Heres the latest video of Khwaab, the second track from Niraj Chag‘s 2006 debut album, ‘Along the dusty road’. The track is a melodic stunner, featuring one of my favourite vocalists Swati-ji Natekar and Japjit Kaur makes an appearance in the video
My good friend Shree Sreenivasan of Ethnotechno.com reviews the track below:
“The piano and beats-driven “Khwaab” (The Dream), a track that Nihal called “one of the most sensuous, soulful and beautiful tracks” that he’d heard in his current capacity as BBC Radio 1 DJ and all-round Asian music tastemaker, benefits greatly from featured vocalist Swati Natekar. Already a recognizable, and deservedly so, voice in electronic music circles due to her work with everyone from Talvin and Nitin to Craig Armstrong, Natekar questions, in Hindi, whether her life is just a dream over the most sublime of melodies.”
read the entire review of Along the Dusty Road here
After nearly six years away pursuing solo projects, Sean Dinsmore and Niraj Chag have joined forces again – this time in Shanghai, China – and begun work on a new DDP album of music influenced by the area that represents the new frontier between China and India: Yunnan, Xinjiang, Tibet, Nepal, Shillong, Sikkim and Bhutan (to name a few).
The first single ‘Shillong Special’ features the soaring vocals of 17 year old Ibarisha Lyngdoh, the lead soprano of the Shillong Chamber Choir in India. The musical bed is led by a haunting line on a Xinjiang instrument called a Dutar – that seems to cry of the ages.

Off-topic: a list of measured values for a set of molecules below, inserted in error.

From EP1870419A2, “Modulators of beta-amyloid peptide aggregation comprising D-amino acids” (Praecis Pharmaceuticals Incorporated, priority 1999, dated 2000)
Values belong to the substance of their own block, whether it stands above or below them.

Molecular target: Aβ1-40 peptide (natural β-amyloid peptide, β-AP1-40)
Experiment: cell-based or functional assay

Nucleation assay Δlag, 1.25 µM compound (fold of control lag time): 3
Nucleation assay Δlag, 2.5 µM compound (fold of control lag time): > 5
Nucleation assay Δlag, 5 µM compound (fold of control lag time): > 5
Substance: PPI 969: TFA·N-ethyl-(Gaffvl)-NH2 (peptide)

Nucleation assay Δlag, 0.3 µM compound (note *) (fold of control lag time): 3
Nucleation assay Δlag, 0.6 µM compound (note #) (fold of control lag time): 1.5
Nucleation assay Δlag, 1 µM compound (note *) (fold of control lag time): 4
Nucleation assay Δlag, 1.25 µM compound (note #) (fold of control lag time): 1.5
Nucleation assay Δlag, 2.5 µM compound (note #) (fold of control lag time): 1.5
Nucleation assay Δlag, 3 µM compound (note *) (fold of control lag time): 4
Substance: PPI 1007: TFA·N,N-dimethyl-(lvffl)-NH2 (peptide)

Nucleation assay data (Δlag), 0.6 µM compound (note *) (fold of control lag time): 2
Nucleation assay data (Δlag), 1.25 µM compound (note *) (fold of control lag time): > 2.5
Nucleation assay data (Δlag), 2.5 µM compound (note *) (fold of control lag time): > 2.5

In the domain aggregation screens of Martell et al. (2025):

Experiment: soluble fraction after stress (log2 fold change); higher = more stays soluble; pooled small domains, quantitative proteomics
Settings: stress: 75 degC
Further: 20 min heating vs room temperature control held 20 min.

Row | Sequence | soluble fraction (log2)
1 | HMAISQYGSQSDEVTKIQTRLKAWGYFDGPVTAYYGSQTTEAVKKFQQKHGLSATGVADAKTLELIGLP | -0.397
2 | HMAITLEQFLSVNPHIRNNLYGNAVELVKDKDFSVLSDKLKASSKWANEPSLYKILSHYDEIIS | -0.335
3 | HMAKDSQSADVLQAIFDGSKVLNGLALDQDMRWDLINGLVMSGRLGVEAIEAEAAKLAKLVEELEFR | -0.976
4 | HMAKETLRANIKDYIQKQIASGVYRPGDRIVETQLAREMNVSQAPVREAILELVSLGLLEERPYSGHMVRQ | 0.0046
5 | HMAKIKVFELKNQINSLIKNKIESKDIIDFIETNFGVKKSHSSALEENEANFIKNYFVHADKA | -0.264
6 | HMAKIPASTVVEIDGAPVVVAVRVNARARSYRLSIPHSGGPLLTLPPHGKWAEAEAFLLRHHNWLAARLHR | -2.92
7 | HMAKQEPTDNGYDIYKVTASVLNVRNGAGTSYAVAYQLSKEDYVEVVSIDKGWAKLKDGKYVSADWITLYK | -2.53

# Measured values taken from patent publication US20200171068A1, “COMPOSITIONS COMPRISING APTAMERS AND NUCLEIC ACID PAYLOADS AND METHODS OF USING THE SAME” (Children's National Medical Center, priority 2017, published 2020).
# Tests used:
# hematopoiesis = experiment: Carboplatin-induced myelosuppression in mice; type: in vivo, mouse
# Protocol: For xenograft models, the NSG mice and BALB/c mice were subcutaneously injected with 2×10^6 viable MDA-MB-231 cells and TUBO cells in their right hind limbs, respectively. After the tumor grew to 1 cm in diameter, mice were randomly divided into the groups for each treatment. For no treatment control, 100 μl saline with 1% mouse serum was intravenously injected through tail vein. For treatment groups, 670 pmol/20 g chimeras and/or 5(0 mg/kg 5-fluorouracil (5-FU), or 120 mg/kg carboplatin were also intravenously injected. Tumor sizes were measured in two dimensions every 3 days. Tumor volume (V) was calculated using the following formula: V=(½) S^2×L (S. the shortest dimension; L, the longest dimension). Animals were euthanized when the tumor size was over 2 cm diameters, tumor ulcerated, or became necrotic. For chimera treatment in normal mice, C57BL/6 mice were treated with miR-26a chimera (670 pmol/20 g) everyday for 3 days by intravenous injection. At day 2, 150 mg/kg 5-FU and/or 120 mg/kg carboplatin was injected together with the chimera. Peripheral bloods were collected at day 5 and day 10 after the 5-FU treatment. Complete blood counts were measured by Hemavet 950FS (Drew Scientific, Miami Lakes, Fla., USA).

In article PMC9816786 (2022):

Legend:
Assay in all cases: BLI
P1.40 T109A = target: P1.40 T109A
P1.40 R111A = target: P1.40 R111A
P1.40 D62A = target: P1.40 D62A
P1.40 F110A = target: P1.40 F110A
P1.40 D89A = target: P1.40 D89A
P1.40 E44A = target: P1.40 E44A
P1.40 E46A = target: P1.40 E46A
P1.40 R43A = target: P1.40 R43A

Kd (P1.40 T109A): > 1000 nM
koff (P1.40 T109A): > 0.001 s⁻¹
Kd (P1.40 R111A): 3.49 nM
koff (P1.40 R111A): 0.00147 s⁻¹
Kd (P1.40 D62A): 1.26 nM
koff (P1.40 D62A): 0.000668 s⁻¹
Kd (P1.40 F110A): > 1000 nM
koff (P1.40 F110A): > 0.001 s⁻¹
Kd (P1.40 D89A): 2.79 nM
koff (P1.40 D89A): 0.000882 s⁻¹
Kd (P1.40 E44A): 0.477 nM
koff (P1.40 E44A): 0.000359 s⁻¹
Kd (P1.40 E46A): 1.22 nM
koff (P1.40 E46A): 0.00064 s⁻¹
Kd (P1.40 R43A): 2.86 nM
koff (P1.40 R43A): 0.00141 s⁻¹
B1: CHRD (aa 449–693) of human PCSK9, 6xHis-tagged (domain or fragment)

It’s the usual ethnic mash-up from DDP, and a definite nod to their first two studio albums.
As always, ‘It’s got a great beat and you can meditate to it!’
Release date April 26th iTunes, Amazon, etc.
Produced by Sean Dinsmore and Niraj Chag for DDP
Engineered by Kyle Ching
Cuts by Kyle Ching AKA DJ Sickstar
As we all know Deepavali (Diwali) is fast approaching and to coincide with the Festival of Lights, the BBC will be airing Amber Lone‘s version of The Ramayana.
Awarding winning composer Niraj Chag creates the original music to this two-part series, which is a modern rendition of an ancient Hindu epic and one of the world’s most popular love stories.
- Part One goes out at 3-4pm on BBC Radio 4 on Sunday 31st Oct followed by Part Two on Sunday 7th Nov at the same time.
- If you miss these, they will be repeated Part One on Saturday 6th Nov at 21.00 and Part Two on Sat 13th Nov at 21.00.
To catch a preview of what you can expect download the OCTOBER PODCAST from EASTERN SOUL
Defo worth checking out!
It was only at the tail end of last month I blogged about this next album https://nadabrahman.wordpress.com/2010/04/27/revolution-rising/
Now this month, the founder of ethnotechno.com – dimmSummer, is making waves and noiz in the motherland … Why? because his first compilation album release REVOLUTION RISING: ethnotechno.com vol.1 presented by dimmSummer has been picked up by Universal Music India. OH YEAH!
When the background score to a Bollywood hit film is composed by underground dance music icons Midival Punditz and Karsh Kale, you know something’s brewing in the realm of Indian left-field electronica. While electronic music split open international consciousness with the Goa trance scene, it evolved with the Punditz and Kale on the Karthik Calling Karthik soundtrack. Today we have arrived at what is perhaps the finest collection of electronic dance music to hit the Indian nation, Revolution Rising: ethnotechno.com vol. 1 (Universal Music India).